Reality and fantasy combine in the search for the meaning of true love in LoveTrue. Utilizing actors to portray their past and future selves, three individuals seek to demystify the fantasy of true love. Blake and Joel are two Alaskans trying to make their relationship work, despite Blake being a stripper and Joel suffering from osteogenesis imperfecta, which makes his bones extremely brittle. In Hawaii, Coconut Willie has to deal with the discovery that he is not the biological father of his son. Finally in New York City, singer Victory deals with her father’s separation from his wife.
LoveTrue is part relationship documentary and part experimental reality/fantasy hybrid. The film alternates between its three separate stories, as it seeks to answer the question of what exactly is true love. To help accomplish this, the film utilizes individuals playing the subjects’ past and future selves, as the film contrasts the people these individuals were to who they might become.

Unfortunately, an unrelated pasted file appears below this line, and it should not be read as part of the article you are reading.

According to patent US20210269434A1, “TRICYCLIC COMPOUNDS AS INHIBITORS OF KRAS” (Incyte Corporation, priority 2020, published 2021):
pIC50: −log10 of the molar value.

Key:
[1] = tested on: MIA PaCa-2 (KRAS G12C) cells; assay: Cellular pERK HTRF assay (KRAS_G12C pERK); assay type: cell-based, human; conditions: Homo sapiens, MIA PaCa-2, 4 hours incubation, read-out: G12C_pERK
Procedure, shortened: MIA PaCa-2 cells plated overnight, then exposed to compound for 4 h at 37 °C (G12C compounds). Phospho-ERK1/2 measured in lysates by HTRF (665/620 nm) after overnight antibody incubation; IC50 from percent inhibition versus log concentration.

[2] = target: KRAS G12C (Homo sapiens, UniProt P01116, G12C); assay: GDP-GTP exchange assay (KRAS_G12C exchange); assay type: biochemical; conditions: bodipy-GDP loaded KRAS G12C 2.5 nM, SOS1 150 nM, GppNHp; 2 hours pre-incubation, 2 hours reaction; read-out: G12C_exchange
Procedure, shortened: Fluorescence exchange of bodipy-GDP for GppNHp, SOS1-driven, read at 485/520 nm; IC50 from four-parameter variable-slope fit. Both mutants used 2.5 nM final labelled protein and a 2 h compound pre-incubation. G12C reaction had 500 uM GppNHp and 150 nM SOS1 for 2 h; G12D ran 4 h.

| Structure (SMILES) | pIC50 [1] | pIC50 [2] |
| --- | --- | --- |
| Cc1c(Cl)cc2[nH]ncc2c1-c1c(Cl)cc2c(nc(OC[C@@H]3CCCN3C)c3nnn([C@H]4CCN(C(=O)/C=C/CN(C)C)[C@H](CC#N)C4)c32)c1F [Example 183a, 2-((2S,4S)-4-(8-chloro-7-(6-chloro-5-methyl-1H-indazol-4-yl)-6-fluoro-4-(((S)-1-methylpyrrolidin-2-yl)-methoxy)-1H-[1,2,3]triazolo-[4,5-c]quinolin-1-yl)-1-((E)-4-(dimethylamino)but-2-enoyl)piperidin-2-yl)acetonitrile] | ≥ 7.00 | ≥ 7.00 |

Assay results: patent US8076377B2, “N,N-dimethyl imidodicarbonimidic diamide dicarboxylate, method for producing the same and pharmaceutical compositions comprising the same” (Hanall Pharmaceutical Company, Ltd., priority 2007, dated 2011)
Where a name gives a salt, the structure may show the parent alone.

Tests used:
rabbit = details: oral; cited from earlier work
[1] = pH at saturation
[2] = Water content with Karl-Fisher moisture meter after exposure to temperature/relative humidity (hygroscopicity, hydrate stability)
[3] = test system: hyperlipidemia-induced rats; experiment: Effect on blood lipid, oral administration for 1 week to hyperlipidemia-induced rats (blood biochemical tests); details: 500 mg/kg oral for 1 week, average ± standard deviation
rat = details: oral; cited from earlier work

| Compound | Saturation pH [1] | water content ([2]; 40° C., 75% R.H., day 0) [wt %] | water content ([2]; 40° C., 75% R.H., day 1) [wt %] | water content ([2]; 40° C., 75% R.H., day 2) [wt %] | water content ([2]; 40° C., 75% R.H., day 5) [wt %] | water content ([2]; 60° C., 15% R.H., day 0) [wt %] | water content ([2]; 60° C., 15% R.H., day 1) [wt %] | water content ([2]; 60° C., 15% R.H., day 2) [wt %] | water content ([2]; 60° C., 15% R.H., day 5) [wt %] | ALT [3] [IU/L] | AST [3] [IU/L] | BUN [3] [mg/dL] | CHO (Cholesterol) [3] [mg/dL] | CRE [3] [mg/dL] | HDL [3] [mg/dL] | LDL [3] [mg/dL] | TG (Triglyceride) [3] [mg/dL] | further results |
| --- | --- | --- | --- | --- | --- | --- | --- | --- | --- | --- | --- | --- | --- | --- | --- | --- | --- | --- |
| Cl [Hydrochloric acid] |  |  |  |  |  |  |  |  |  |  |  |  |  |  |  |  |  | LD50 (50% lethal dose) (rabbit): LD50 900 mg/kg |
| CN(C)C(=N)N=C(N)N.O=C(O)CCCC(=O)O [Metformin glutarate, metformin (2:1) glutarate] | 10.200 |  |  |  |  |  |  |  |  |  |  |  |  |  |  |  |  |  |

While the premise of LoveTrue undoubtedly sounds interesting on paper, the execution of this hybrid documentary ends up being a bit on the confusing side. Without knowing the goals of the film in advance, it can be difficult to tell what exactly LoveTrue is trying to accomplish, with the film being close to the end before I finally started getting what it was trying it say. It’s almost a shame, since the relationship stories, particularly Blake’s, are quite interesting on their own.